Gold rises on cooler inflation, briefly jumping the $1,800 an ounce line as the Consumer Price Index stays under the forecast level.
Consumers paid 8.5% more in July from a year ago, however, that’s lower than the expected 8.7% increase leading investors to speculate the Fed might be less aggressive with its next rate hike. The slowing pace from the previous month due largely to a drop in gasoline prices which fell 7.7%.
Higher interest rates are bearish for gold, so signs that inflation is declining may cause the yellow metal to rally.
Front-month gold futures rose 0.4% Tuesday to settle at $1,812.30 an ounce on Comex, and the December contract increased 1.2% in the first two days of the week. Bullion dropped 1.4% in July after falling 2.2% in June and 3.3% in May, its worst month since September. The metal retreated 3.5% in 2021. Currently, the December contract is up $0.20 (+0.01%) an ounce to $1,812.50 an ounce and the DG spot price is $1795.00.
Fed policymakers’ next meeting is in September, and the July CPI report is one of several key economic indicators that the central bank is likely to consider.
The Fed raised rates by 75 basis points in June and July and was expected to increase by 50 basis points in September until the June personal consumption expenditures index came out at the end of July and spurred speculation that it could be another 75 basis-point move.
The PCE, the Fed’s favorite inflation measure, in June reached the highest level since January 1982 — 6.8%. The June CPI report showed an increase of 9.1%.
High inflation has also stoked fears that the U.S. may be entering or in a recession. That has boosted gold as a haven asset. Tensions between the U.S. and China over Taiwan, the ongoing pandemic and the war in Ukraine have also caused uncertainty that has been bullish for the precious metal.
But strong U.S. employment data for July, released last week, dampened speculation about a recession, causing the dollar and U.S. Treasury yields to rise and bringing some pressure to bear on gold.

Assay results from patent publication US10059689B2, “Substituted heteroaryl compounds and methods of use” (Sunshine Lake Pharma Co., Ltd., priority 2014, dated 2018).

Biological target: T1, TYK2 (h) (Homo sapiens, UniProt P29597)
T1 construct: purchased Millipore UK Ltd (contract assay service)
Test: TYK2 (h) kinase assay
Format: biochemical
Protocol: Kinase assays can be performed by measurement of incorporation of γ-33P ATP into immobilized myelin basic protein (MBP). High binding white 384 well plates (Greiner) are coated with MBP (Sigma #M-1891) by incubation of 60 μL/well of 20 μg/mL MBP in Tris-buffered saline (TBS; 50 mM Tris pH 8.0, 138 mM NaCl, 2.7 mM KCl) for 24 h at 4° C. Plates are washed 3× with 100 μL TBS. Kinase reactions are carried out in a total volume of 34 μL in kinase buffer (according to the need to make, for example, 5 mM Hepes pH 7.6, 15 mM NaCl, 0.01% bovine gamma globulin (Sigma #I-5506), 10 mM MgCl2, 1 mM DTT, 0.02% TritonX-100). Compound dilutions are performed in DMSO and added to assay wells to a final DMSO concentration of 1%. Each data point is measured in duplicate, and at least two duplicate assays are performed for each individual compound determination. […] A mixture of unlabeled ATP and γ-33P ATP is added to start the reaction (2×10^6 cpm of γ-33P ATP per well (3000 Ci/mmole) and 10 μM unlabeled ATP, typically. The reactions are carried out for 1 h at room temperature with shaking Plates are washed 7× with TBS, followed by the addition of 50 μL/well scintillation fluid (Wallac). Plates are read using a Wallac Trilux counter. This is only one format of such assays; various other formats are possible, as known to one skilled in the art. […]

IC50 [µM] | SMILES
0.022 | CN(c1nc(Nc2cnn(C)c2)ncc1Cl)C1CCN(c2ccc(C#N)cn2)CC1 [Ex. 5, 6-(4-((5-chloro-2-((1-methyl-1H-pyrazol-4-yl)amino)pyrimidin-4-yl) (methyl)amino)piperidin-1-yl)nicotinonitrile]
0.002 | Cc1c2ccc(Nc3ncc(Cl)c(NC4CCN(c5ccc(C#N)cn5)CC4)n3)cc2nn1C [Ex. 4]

September silver futures slipped 0.6% Tuesday to settle at $20.48 an ounce on Comex, though the front-month contract increased 3.2% in the first two days of the week. Silver slipped 0.8% in July after declining 6.2% in June and falling 6.1% in May. It retreated 12% in 2021. Silver prices are tied to industrial demand. The September contract is currently up $0.113 (+0.55%) an ounce to $20.595 and the DG spot price is $20.58.
Spot palladium decreased 1.1% Tuesday to $2,247.00, though it rallied 4.1% in the first two days of the week. Palladium rose 9.9% in July after losing 2.9% in June and 14% in May, the biggest monthly decline since September. It retreated 22% in 2021. Currently, the DG spot price has risen $12.20 an ounce to $2256.00.
Spot platinum fell 1.1% Tuesday to $942.70 an ounce, though it’s up 0.4% so far this week. Platinum retreated 0.3% in July after losing 7.2% in June. It dropped 9.4% last year. The DG spot price is currently up $0.70 an ounce to $943.70.
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